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    Why it’s so difficult to find an insured therapist

    Before the pandemic, finding an insured therapist was difficult. Now the therapist and the patient The need for mental health care Searching is even more difficult.

    When Mori Pratt, a 30-year-old math teacher in Boston, was dealing with depression a few years ago, she called a nearby therapist but said they didn’t accept her insurance plan. She tried some of the listed as in the network on the insurance company’s website. I didn’t call back. Another said he was no longer insured by Mr. Pratt. And one-third couldn’t afford her schedule.

    “I wasn’t in a good place. Not seeing the therapist felt much more urgent every day,” says Pratt.

    Especially in big cities like Los Angeles, New York and Washington DC Demand for mental health care They say that many experienced therapists are too strong to accept insurance plans. They can easily fill their practice with out-of-pocket patients, they add. Insurance therapists are often booked. And in many small towns and regions, there are few mental health professionals. Finding an insured provider or lowering the price in other ways is possible, but if you’re already tackling mental health issues, it’s often a hassle.

    Paying from your pocket for individual weekly treatments can amount to thousands of dollars a year. In major cities, tolls for experienced clinical psychologists can be as high as $ 300 for a 45-minute session. Typical fees for sessions with licensed clinical social workers range between $ 120 and $ 180, says Anna Mangum, deputy director of the National Social Workers Association program. Patients receiving benefits outside the network may be eligible for a partial refund of the invoice. However, using an in-network provider often means that the patient only has to pay a small out-of-pocket cost.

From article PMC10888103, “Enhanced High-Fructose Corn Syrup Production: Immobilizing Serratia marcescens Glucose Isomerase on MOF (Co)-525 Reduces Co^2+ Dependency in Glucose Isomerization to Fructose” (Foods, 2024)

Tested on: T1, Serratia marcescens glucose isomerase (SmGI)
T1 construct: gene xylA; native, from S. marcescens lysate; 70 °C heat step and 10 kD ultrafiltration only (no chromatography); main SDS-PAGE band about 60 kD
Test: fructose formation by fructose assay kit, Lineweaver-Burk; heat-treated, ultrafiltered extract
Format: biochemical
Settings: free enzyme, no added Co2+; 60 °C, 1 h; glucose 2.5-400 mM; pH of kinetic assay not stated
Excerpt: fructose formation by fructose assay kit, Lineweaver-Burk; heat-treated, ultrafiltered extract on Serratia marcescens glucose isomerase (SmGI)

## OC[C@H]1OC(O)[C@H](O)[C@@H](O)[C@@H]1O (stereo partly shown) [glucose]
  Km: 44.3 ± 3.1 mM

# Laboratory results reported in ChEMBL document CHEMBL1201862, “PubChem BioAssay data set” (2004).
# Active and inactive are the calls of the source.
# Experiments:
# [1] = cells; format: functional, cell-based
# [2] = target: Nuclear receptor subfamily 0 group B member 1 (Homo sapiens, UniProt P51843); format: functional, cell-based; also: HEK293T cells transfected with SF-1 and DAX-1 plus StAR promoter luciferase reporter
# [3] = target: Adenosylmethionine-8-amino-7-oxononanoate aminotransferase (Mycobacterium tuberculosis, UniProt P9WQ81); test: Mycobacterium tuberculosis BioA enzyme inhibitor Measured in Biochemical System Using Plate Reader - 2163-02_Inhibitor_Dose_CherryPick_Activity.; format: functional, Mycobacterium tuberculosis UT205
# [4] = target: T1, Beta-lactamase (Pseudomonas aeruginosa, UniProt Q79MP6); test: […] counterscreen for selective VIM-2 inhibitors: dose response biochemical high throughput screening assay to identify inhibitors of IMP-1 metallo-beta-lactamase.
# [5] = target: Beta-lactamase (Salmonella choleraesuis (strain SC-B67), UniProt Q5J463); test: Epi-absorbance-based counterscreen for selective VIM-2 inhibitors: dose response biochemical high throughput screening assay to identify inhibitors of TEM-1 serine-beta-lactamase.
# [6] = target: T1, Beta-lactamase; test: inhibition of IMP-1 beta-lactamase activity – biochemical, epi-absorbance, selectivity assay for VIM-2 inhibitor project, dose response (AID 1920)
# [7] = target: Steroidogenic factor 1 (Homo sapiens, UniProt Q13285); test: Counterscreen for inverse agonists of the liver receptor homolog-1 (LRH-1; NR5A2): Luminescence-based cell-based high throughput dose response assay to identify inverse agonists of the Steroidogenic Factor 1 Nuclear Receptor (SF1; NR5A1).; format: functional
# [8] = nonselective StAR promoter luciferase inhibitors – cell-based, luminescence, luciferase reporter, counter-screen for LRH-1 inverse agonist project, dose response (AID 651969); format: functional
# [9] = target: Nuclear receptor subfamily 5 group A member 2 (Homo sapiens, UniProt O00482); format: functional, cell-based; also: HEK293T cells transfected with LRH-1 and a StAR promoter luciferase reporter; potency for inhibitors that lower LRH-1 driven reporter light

Psychologists, social workers, and psychiatrists who do not accept insurance say that insurance companies have too low reimbursement rates. Insurers typically pay social workers about one-third to one-half of what they can charge at their own expense, Mangum said. Some therapists have also complained about paperwork and restrictions on the types of care covered.

    Ken Goodman, a Los Angeles-licensed clinical social worker and board member of the Anxiety and Depression Association, said, “If you’re good enough, well-marketed, and in demand, don’t take out insurance. It’s just an economic decision. ” America’s. Goodman says he quit his last insurance company about a year ago. “Just accepting cash makes you double your income.”

    Hurdle to find a therapist

    According to a 2016 survey of more than 3,100 participants (latest data available) conducted by the National Federation of Mental Illness Families, approximately 34% of people with private insurance are covered. It states that it is difficult to find a therapist who accepts. -Health advocacy group. By comparison, 9% said it was difficult to find a primary care provider in the network.

    Office visits to mental health providers can be more than five times more off-network than visits to primary care providers, according to a 2019 report from consulting firm Milliman, which analyzed insurance claim data. In 2017, 17.2% of mental health office visits were off-network, compared to 3.2% of primary care visits, Milliman reported.